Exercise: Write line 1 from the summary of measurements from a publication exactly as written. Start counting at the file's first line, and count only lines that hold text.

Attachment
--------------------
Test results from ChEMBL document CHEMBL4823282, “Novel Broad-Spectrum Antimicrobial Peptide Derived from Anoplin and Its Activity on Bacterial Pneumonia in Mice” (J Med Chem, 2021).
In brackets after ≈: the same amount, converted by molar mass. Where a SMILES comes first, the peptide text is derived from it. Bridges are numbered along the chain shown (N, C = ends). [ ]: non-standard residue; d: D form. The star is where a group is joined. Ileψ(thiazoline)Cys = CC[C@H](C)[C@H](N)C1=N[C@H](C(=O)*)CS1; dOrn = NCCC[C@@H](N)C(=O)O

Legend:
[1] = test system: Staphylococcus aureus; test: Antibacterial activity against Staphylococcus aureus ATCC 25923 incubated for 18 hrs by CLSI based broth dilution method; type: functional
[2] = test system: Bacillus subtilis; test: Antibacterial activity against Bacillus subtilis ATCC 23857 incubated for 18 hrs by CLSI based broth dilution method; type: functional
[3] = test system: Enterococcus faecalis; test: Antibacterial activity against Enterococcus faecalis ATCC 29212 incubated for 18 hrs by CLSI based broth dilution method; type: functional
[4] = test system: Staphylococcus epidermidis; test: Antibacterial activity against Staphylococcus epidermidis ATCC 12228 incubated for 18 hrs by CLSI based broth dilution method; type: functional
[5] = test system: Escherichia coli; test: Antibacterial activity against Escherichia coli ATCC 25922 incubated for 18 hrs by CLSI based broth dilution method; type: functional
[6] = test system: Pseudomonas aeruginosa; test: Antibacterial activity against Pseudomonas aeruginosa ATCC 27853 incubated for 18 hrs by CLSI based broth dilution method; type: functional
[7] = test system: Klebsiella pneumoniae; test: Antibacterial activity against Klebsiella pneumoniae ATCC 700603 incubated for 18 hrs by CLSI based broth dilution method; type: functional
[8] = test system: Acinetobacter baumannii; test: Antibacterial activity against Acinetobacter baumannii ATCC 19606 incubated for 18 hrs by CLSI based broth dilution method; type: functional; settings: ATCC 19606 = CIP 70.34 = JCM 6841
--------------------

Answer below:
Test results from ChEMBL document CHEMBL4823282, “Novel Broad-Spectrum Antimicrobial Peptide Derived from Anoplin and Its Activity on Bacterial Pneumonia in Mice” (J Med Chem, 2021).